Nepal, criminal organization that sold women to the Islamic State uncovered
Kathmandu (AsiaNews) - Nepalese Women "seduced" by the promise of money; or sold as brides to terrorists in Syria; or even used by the militia of the Islamic State (IS) as human shields. These are some of the realities that have emerged from a Nepalese police investigation into the trafficking of women and girls to countries in Africa and the Middle East.
On April 7, the authorities of the Central Investigation Bureau (CIB) of Nepal arrested a group of traffickers who sold the innocent victims for the price of 7 thousand dollars each. Following a complaint from a woman who had been trafficked to Syria and forced to work in the sex trade, the officers discovered a criminal organization that deluded girls with promises of work as dancers in bars and restaurants. In fact, on arriving in countries such as Syria, Tanzania and Kenya, the victims were sold to terrorists, who used them as human shields.
Hemanta Malla Thakuri, head of CIB and deputy inspector general of police of Nepal, told AsiaNews that the investigations began thanks to the information gathered by some women that the International Organization for migrants managed to save in Kenya, Syria and other countries of the Middle East. The inspector general also reveals that "criminals targeted women and girls belonging to the poorer classes of society." The traffickers chose the Nepalese women because they are "cheaper and submit more easily."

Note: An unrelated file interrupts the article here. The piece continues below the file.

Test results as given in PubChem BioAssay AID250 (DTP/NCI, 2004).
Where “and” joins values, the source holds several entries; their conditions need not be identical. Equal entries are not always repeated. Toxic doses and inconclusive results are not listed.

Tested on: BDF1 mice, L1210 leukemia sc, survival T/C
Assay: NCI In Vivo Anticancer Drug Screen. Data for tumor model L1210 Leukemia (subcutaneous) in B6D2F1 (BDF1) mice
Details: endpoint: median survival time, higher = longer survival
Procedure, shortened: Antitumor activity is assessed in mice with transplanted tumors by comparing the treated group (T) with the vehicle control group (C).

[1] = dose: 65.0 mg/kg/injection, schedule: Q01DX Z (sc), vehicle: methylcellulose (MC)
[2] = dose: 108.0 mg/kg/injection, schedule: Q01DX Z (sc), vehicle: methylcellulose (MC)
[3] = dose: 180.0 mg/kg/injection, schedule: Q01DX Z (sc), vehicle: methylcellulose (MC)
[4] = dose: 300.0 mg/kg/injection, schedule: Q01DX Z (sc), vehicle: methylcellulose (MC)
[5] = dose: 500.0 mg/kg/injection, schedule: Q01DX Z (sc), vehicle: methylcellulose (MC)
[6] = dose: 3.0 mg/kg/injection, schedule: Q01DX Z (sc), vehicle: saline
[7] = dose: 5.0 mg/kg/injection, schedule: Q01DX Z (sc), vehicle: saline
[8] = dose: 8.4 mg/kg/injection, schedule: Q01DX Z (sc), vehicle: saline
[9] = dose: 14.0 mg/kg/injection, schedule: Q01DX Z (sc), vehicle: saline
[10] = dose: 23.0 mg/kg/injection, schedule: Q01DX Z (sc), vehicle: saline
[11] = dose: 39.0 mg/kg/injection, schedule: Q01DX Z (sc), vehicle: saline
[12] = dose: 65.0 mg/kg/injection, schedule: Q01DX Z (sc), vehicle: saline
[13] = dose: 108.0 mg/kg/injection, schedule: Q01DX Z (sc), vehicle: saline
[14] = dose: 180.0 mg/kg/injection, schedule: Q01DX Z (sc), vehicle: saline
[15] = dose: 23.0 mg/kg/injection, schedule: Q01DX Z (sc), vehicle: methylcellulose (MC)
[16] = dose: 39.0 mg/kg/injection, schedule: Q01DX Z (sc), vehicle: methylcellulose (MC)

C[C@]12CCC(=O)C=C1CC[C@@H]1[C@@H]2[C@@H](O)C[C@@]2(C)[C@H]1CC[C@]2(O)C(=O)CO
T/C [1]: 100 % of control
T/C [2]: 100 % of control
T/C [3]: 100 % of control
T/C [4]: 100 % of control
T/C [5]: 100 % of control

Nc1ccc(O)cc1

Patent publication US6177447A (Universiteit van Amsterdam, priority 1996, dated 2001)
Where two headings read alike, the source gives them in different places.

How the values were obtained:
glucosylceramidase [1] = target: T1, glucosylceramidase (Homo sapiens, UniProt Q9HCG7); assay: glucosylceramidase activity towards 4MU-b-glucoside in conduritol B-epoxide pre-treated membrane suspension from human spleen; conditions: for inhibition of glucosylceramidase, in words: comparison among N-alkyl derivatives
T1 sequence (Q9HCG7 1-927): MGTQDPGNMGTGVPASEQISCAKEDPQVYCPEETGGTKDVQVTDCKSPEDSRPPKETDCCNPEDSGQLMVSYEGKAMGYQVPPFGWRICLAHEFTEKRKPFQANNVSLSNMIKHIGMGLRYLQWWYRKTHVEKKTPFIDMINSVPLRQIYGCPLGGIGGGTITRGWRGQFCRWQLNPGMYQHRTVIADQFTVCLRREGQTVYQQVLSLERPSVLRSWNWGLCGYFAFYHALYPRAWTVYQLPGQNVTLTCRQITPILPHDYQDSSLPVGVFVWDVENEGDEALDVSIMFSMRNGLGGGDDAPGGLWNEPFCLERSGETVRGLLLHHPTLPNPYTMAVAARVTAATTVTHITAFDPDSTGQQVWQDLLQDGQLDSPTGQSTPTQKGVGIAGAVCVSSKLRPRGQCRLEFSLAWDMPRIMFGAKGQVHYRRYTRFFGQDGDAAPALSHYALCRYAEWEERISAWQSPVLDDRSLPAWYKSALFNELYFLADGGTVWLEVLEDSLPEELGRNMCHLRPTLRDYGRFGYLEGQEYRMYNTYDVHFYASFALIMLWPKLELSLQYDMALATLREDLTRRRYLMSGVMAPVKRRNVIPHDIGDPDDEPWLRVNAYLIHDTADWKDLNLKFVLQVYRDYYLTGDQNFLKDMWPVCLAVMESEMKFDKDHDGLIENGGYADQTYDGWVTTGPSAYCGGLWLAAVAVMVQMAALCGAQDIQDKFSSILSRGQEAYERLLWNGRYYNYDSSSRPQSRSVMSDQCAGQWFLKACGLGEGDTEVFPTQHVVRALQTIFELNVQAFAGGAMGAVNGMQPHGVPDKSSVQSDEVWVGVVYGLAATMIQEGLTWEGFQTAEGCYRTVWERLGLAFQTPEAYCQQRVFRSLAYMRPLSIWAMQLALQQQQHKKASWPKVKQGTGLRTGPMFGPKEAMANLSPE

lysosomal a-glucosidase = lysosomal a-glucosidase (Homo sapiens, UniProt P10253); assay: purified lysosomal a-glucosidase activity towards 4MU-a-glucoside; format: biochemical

Police compiled a list of six Nepalese and one Indian traffickers: they are Rajendra Khatri and Sunil Adhikari, from Lalitpur; Sabin Raja Manandhar, Keder Bahadur Khadka and Nabin Dahal, from Kathmandu; Lalit Raj Singh Suwal, from Bhaktapur, and Tarun Rojan Khanagwal from New Delhi.
According to authorities, Khatri was the leader of the group. He owns a travel agency in Kathmandu and was released only recently: last year he was arrested for human trafficking. He also invested in some bars in Nepal and Dubai. Another suspect, Manandhar, owns some restaurants in Kenya and Tanzania and worked closely with Suwal, who owns a computer company in Kathmandu. The Indian Khanagwal had the task of selecting the "right girls", who were then sent with false documents thanks to another accomplice, Khadka, who owns a hotel near the Tribhuvan International Airport (in the Nepalese capital).
Inspector Thakuri also explained the selection of the girls: "The suspects were used the smoke screen of a modelling agency. They organized photo shoots and sent the photos to some accomplices in the countries of destination. If the girls were approved, the accomplices sent an advance payment that varied between one thousand and 2 thousand dollars".
Police seized 24 suspects passports of women, their photographs and about 900 thousand dollars in cash. The authorities suspect that the organization has also arranged been active in trafficking for years to Tanzania, Kenya, Uganda, Malaysia, Oman, Bahrain, Syria and the United Arab Emirates.